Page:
The images of Nash are shocking, her buoyant hopefulness is inspiring, and both of those points should prompt another look at Travis' trajectory from his days as a baby chimpanzee to his years as a confined adult "pet." Travis, who appeared in several commercials when he was an infant, was just one of many exotic animals who have been torn away from their mothers at a young age in order to be raised by people who don't fully understand their needs.
Once chimpanzees reach adolescence, they become too strong and aggressive for their guardians to handle. They are then often abandoned at roadside zoos or—as was the case with Travis—stay in the home of a person who remains unaware of their tremendous strength until it's too late.
Chimpanzees and other exotic animals were never meant to be confined to people's homes, and keeping them as "pets" can often be lethal to both the animals and those who live near them.
Written by Logan Scherer
Rain from Hurricane Ida is bearing down hard on us here in Norfolk, Virginia. And while we have recently been alerted that the post office might not be delivering our mail, (whatever happened to "rain or shine," guys?) at PETA, we don't let a little inclement weather keep us from saving animals!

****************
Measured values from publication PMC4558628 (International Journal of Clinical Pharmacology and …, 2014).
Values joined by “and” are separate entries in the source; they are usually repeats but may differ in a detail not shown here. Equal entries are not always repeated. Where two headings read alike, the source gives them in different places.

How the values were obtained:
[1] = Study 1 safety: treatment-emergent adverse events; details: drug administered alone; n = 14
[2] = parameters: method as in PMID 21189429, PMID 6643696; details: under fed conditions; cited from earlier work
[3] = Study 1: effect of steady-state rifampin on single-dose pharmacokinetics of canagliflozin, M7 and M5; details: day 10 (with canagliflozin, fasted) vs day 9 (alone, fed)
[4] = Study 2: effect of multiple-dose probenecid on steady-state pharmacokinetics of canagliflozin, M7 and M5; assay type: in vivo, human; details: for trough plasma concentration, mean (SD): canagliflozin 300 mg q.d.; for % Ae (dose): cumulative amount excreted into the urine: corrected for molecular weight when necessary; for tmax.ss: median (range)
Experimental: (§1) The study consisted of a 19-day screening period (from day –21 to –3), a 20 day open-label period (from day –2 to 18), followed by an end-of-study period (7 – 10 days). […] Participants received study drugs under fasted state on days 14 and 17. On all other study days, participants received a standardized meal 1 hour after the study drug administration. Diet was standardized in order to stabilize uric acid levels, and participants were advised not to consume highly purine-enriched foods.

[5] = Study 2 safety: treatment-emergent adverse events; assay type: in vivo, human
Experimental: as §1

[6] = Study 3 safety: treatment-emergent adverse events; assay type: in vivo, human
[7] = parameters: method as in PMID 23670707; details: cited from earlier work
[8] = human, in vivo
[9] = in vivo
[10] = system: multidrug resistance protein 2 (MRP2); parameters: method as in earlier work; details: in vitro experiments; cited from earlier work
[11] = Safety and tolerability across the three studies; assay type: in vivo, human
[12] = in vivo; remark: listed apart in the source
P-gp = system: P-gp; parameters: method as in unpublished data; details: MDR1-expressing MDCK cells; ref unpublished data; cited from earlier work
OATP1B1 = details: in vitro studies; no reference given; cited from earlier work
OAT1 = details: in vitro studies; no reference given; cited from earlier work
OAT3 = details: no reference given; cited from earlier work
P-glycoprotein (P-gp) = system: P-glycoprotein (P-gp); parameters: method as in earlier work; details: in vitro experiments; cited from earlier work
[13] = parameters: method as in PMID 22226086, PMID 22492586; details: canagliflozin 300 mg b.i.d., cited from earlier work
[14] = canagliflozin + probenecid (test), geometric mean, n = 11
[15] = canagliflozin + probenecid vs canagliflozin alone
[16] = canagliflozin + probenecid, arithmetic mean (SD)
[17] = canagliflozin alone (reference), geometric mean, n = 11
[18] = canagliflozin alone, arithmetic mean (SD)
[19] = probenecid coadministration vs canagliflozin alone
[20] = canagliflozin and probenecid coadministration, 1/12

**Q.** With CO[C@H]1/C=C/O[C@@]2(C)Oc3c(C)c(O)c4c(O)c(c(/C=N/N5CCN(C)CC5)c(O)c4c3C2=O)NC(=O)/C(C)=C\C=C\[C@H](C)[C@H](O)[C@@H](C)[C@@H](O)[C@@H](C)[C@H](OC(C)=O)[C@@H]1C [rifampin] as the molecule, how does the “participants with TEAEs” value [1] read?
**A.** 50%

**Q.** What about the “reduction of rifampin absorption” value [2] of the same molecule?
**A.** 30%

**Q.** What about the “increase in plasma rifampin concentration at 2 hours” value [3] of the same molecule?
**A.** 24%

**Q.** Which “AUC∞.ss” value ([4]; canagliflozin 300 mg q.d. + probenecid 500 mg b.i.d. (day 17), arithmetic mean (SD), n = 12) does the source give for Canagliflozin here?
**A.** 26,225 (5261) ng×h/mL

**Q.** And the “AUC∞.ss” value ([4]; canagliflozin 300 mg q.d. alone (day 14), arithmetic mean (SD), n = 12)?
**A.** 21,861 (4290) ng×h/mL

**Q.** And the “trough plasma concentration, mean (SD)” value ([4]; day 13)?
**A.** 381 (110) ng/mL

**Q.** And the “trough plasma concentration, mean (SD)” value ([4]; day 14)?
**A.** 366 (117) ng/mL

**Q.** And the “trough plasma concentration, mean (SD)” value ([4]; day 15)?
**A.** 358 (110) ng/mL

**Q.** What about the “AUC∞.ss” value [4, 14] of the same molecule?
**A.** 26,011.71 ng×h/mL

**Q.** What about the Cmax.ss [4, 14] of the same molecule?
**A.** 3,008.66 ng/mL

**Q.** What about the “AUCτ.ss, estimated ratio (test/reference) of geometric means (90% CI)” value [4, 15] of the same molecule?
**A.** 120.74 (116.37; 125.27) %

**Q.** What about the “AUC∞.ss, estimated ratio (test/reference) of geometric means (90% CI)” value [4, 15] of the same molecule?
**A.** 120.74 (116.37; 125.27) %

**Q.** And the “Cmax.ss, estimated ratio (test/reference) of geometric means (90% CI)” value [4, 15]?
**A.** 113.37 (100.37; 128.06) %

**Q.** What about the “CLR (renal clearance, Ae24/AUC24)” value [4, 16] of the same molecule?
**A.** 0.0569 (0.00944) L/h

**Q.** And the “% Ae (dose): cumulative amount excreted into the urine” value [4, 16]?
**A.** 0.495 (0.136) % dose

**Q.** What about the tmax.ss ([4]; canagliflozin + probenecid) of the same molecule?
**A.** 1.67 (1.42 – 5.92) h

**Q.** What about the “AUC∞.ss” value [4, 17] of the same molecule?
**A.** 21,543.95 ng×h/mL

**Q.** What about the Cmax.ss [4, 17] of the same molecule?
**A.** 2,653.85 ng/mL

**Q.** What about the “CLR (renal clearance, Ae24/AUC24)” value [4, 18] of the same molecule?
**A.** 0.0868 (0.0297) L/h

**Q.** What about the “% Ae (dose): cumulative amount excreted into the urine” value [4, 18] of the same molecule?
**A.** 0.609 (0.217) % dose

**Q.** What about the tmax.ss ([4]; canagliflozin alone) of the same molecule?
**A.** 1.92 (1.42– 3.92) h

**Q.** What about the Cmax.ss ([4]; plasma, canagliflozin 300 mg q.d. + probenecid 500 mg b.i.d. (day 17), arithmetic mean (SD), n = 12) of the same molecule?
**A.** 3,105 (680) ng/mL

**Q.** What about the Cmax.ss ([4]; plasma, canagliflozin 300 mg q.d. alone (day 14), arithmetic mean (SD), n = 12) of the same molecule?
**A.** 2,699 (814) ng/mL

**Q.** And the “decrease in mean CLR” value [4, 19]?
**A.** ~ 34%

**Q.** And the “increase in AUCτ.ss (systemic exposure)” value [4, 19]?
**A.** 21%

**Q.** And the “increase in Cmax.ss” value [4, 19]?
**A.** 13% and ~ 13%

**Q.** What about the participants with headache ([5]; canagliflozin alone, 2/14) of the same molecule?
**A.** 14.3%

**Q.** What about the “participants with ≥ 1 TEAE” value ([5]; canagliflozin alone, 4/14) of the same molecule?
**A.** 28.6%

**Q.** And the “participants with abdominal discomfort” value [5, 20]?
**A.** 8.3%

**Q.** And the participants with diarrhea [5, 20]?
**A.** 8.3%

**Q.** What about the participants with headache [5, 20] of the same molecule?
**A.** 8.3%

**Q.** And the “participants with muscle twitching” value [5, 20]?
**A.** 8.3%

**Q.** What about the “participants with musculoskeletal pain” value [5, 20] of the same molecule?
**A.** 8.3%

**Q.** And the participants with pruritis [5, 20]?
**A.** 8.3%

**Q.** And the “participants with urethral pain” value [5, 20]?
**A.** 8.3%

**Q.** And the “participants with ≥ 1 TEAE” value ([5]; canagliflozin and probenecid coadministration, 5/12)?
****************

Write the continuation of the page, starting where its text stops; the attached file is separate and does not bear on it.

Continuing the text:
We hope that everyone is keeping their furry friends warm and safe inside today. Check out PETA's tips for safeguarding animals during a hurricane and always be sure that you're prepared when a bit of weather comes your way!
Written by Shawna Flavell
Underfed and tied to a shed 24/7, Rocky wasn't really living—just existing. Rocky was only a puppy, yet his owner never let him inside the home and allegedly beat him in an effort to try to turn him into a better "guard dog". After witnessing the abuse that Rocky was forced to endure, a concerned area resident set to work trying to find help for the adorable and resilient dog.